With financial regulators preparing for the new Current Expected Credit Losses methodology as its implementation draws closer, the Financial Accounting Standards Board issued an updated document addressing frequently asked questions on the new accounting standards update. The new accounting standard introduces the CECL methodology for estimating allowances for credit losses.
Under existing accounting standards, loan losses have to be recognized when they become “probable,” but under the CECL standards, credit unions and banks will have to account for expected losses.
Despite the importance of this change, regulators have been hesitant to assist credit unions with an accounting matter.
“This new approach is more forward-looking since it effectively requires financial institutions to base projections of losses on past lending history and to reflect these changes in their ALLL calculations,” said Henry Meier, New York Credit Union Association SVP/general counsel.
The 43-page FAQ document was issued by NCUA, the Federal Reserve, the Office of the Comptroller of the Currency and the FDIC. The questions addressed a variety of issues, including effective dates, methods, qualitative factors, third-party vendors and more. Question No. 45 is good news for credit unions in that regulators stressed that CECL is scalable to all institutions, and that they anticipate a wide variety of methods used to implement its requirements, which may be as simple as an institution’s updated spreadsheets.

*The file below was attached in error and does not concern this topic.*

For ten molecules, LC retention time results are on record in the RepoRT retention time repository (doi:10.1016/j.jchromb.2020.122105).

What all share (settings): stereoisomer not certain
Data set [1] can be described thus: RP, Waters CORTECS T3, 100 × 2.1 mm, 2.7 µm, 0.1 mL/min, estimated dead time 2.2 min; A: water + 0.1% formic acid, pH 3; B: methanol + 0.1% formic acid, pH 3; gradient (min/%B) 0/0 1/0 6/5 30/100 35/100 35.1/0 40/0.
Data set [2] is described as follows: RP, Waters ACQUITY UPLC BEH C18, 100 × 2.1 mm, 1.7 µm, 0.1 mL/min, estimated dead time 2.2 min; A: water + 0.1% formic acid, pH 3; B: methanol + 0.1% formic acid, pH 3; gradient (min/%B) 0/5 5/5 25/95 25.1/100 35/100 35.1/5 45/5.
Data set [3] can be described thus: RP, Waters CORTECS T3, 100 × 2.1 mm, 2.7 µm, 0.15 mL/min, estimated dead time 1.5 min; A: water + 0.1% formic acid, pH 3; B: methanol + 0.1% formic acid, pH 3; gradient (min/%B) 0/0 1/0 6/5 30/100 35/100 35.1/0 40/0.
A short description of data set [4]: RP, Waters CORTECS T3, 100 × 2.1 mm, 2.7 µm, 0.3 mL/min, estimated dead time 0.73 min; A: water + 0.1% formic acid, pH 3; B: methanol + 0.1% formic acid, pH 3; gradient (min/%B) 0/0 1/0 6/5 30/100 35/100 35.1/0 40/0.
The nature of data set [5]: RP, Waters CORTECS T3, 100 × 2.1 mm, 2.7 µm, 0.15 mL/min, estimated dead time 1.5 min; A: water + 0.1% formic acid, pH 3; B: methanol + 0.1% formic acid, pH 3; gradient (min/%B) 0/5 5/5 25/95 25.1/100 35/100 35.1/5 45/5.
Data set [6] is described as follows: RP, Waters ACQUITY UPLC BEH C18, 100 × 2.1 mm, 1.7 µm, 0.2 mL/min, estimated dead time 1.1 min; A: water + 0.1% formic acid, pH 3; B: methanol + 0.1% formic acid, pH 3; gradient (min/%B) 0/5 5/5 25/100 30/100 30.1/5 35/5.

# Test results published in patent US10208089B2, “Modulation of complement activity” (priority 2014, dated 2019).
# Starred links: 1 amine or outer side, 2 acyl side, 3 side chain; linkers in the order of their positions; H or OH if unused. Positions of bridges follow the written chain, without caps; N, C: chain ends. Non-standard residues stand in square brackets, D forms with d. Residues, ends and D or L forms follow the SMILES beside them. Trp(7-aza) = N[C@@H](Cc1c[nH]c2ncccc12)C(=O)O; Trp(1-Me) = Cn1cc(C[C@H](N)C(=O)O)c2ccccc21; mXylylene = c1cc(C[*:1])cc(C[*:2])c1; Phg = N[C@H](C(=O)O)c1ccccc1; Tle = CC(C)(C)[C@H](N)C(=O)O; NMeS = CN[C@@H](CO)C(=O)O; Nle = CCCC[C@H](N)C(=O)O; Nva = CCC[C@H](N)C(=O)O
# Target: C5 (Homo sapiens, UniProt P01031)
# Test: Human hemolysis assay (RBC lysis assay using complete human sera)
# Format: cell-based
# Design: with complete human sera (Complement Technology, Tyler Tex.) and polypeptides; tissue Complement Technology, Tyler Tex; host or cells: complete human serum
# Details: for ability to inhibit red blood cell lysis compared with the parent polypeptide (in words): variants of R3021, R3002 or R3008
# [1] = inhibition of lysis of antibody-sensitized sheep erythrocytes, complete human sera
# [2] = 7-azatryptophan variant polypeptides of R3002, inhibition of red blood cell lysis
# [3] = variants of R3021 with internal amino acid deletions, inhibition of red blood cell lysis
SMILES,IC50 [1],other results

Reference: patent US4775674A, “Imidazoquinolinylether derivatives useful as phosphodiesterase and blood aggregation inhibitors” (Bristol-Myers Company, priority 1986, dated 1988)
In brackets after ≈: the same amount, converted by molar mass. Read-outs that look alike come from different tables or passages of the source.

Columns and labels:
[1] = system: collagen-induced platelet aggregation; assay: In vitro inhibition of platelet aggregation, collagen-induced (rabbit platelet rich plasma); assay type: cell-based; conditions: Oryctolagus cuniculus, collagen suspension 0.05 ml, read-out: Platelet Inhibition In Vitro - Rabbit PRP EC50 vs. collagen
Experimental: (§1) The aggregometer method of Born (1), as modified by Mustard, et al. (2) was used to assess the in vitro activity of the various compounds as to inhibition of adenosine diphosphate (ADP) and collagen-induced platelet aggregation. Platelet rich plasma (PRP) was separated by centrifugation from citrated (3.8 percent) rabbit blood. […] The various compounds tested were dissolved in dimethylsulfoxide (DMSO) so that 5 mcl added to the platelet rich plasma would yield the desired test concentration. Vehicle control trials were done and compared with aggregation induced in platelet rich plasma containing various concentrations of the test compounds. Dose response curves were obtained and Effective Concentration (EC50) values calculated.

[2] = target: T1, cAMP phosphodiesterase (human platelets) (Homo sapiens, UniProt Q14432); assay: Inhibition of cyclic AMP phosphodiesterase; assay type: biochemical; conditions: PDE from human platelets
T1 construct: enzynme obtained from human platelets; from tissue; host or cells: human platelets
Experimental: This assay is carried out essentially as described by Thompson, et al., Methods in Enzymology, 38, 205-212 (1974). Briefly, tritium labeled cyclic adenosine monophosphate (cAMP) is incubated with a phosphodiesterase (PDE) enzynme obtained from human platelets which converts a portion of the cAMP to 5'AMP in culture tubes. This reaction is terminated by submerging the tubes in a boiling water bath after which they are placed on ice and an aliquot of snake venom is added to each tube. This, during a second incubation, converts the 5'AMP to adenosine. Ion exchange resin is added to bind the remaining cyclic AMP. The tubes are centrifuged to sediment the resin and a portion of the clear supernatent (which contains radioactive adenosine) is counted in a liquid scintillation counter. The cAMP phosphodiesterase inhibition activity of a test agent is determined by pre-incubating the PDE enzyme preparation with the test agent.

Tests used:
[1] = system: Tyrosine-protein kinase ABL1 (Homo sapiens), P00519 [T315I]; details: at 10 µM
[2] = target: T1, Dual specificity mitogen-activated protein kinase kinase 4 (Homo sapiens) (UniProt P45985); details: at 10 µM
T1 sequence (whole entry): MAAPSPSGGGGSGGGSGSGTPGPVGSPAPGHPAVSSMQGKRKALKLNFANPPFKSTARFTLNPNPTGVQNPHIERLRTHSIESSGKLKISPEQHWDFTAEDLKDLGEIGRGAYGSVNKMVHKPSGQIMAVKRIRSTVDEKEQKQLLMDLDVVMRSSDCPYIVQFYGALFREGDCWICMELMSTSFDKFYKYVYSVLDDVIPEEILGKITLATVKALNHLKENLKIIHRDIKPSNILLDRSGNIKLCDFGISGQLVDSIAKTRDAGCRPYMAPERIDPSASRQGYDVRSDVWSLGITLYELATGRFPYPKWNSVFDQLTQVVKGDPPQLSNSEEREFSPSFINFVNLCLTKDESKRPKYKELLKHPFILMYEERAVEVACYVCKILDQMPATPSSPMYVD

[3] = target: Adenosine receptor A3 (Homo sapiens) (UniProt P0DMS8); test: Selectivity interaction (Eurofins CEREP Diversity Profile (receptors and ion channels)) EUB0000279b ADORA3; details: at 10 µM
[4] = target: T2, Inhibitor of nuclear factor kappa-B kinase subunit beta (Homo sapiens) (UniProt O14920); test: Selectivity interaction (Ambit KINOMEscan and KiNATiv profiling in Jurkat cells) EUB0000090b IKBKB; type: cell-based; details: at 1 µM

Meier was pleased with the updated FAQs issued by federal regulators. “I have consistently stressed to credit unions that if the standard is implemented properly, smaller credit unions should not find the new standard overly burdensome,” he said.
As previously reported, NCUA will host a complimentary webinar on Thursday, April 11, at 2 p.m. that will focus on CECL, which has been outlined as one of NCUA’s 2019 primary areas of supervisory focus.